For more than 10 years, John Lotter has faced death in Nebraska’s electric chair for the grisly 1993 triple murder that spawned the movie “Boys Don’t Cry.” But the state Supreme Court made that sentence uncertain for Lotter and the nine other men on death row in its February ruling that electrocution — Nebraska’s only means of execution — is cruel and unusual punishment. Lawyers involved in those death-row cases are now asking if an inmate who is sentenced to die in the electric chair can be executed by another means.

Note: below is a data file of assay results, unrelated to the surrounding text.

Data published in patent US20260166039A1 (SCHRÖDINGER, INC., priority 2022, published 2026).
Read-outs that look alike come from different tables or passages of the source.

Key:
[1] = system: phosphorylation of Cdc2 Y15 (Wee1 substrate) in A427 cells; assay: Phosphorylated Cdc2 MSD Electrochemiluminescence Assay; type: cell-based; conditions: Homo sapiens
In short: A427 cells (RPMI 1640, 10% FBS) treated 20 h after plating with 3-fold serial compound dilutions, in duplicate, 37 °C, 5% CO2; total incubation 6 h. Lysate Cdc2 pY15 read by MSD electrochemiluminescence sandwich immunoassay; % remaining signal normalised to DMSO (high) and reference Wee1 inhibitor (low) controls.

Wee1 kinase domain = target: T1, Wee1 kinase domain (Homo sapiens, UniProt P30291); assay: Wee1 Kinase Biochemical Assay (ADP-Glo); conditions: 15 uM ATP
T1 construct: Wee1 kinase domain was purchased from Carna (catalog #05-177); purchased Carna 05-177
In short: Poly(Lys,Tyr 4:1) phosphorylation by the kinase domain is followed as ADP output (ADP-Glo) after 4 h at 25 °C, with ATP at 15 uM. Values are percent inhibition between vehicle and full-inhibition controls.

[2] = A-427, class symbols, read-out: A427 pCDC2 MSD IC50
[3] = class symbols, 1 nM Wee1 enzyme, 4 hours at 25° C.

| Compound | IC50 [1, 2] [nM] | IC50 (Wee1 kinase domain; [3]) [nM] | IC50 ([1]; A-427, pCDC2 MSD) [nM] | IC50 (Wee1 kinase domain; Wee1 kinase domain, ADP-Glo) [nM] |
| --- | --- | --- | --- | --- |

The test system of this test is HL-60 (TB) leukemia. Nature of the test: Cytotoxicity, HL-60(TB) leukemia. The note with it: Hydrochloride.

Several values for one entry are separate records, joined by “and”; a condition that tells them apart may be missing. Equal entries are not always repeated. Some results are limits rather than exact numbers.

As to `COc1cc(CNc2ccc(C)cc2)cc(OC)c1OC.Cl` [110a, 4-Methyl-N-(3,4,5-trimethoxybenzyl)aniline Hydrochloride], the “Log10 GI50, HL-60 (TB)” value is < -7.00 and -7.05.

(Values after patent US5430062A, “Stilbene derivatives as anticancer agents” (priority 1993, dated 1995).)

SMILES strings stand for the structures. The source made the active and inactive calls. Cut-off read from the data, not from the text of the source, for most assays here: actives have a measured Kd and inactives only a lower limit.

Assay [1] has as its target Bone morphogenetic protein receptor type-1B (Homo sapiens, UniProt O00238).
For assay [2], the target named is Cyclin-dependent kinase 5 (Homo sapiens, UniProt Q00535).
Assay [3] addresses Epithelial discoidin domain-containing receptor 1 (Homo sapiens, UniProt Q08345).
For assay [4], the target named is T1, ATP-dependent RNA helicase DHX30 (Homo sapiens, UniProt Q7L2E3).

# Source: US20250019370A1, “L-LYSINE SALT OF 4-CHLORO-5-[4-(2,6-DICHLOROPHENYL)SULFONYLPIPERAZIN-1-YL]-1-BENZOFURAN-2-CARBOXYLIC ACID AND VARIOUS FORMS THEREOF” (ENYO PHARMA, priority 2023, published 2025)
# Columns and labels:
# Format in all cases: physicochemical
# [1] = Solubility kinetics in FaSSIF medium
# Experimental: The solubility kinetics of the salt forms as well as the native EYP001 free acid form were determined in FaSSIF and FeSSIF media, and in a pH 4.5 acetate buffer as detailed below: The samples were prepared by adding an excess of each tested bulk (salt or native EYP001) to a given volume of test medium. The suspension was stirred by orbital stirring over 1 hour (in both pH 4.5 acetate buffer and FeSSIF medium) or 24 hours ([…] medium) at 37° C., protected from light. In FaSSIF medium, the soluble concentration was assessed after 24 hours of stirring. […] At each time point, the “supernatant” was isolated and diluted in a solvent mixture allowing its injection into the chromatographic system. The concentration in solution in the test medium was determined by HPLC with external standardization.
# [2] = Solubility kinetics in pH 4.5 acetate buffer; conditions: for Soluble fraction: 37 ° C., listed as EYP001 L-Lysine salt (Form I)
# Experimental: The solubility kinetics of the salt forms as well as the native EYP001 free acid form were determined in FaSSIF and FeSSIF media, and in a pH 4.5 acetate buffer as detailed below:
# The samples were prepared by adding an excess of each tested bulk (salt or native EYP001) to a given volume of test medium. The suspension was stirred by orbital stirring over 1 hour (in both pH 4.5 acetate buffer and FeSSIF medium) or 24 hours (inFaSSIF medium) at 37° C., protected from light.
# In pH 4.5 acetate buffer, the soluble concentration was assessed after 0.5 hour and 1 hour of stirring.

Nebraska Attorney General Jon Bruning says yes. Attorneys for the Nebraska Commission on Public Advocacy — who represent many of the men on death row — disagree. Not only does the law specify electrocution, many of the actual sentencing orders specify that method, said James Mowbray, chief counsel for the commission. Complicating the situation is that months after the court’s action, the governor hasn’t proposed a new execution method and the state legislature hasn’t met to consider changing the law. Gov. Dave Heineman has asked Bruning to look into the possible methods of execution, a process that could take several months.